Sunday, September 25, 2005

Short Smears

Mark Hyman’s recent “Short Takes” segment would have been more accurately titled “Short Smears.”

First, Hyman (in his first mention of the Hurricane Katrina disaster) tells us that “at least two” people used the $2000 government-issued debit cards for $800 handbags. Apparently, the idiocy of these two people (presuming they actually exist) is supposed to convince us that the government shouldn’t have been so foolish as to offer an entire two thousand dollars to the tens of thousands of those left without homes and jobs.

Hyman also cites a recent Harris poll showing that while firefighters, doctors, nurses, and scientists are among the most prestigious professions among Americans, journalists ranked “fourth from the bottom.”

A couple of things here: it says everything one needs to know about Sinclair’s approach to their avowed profession that their mouthpiece continually reviles journalists in general as well as the individuals who practice it. Second, I can’t help but point out that teachers, a group routinely savaged by Hyman, are also among the most prestigious professionals in the country, and the only group to have a net increase in prestige since Harris started collecting data in 1977. Finally, it might bode ill for Hyman’s pals in Sinclair Corporate Headquarters that business executives were in a statistical dead heat with journalists near the bottom of the prestige scale. As for Hyman’s own profession, he understandably didn’t mention that actors were the group most identified as having “hardly any prestige at all.”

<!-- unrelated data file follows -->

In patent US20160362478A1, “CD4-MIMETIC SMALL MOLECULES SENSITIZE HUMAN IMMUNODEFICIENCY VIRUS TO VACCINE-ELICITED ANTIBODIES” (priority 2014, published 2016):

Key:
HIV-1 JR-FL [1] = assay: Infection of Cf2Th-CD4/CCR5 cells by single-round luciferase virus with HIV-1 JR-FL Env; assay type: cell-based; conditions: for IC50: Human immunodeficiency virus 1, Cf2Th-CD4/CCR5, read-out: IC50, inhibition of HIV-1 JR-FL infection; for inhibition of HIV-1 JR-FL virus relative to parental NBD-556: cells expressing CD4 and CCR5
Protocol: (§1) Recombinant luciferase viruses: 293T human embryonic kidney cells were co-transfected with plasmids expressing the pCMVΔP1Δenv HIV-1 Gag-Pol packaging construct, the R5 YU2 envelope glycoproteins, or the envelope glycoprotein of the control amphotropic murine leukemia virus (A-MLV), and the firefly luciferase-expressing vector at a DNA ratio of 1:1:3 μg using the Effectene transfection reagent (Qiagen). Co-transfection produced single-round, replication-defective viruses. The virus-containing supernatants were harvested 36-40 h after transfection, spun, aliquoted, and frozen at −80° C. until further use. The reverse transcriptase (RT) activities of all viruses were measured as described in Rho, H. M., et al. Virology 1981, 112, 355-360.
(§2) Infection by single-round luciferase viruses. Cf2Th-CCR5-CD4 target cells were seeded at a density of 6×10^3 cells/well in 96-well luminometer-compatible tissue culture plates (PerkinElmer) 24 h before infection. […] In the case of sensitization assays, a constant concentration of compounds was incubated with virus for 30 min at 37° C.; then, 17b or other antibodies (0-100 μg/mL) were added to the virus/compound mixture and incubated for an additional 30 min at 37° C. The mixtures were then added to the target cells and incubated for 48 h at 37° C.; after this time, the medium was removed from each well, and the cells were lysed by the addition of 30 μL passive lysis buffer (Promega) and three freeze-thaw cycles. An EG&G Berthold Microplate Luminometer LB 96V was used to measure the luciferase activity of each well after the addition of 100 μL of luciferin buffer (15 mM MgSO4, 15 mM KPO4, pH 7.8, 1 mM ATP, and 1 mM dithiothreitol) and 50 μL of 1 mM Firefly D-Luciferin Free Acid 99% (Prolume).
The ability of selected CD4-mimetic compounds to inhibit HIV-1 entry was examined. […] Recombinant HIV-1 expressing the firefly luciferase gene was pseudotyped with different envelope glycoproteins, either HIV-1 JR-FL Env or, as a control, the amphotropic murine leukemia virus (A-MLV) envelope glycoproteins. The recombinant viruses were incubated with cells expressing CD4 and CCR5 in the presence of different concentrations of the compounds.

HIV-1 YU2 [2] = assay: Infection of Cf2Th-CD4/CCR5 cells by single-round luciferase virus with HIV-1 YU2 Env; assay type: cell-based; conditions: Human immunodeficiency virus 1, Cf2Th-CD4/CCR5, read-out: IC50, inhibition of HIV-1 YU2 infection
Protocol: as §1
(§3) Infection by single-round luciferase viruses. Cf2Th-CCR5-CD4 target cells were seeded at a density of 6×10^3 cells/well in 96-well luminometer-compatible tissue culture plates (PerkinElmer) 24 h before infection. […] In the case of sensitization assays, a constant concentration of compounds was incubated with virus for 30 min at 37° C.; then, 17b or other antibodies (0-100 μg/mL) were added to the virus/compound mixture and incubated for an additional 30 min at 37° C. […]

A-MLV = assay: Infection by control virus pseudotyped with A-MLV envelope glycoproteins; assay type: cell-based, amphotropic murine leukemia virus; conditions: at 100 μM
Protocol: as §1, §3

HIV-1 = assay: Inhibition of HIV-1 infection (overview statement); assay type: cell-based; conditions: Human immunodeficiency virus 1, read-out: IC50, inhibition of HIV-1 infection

In a comment about the anti-war rally planned for September 24 in Washington, D.C., Hyman repeats the misleading claim that this gathering is the work of a single group, International ANSWER. He also misinforms his viewers about the purpose of the demonstration, saying nothing about the anti-war theme that is the centerpiece of the gathering, instead claiming that International ANSWER is protesting because they believe the evacuations of New Orleans were a “conspiracy” by real estate interests who wanted to buy up cheap property.

In fact, the anti-war demonstrations in Washington drew from a wide political range, including those who support President Bush in most issues, with the exception of the Iraq war. The gathering drew around 100,000 participants, far more than the less than 10,000 at the pro-war demonstration orchestrated by the Pentagon on September 11. This shouldn’t be surprising, however. After all, the folks gathering in Washington on Saturday were voicing
the opinion held by a sizable majority of their countrymen.

And that’s The Counterpoint.

Hyman Index: 2.80


Post a Comment

<< Home

Cost of the War in Iraq
(JavaScript Error)
To see more details, click here.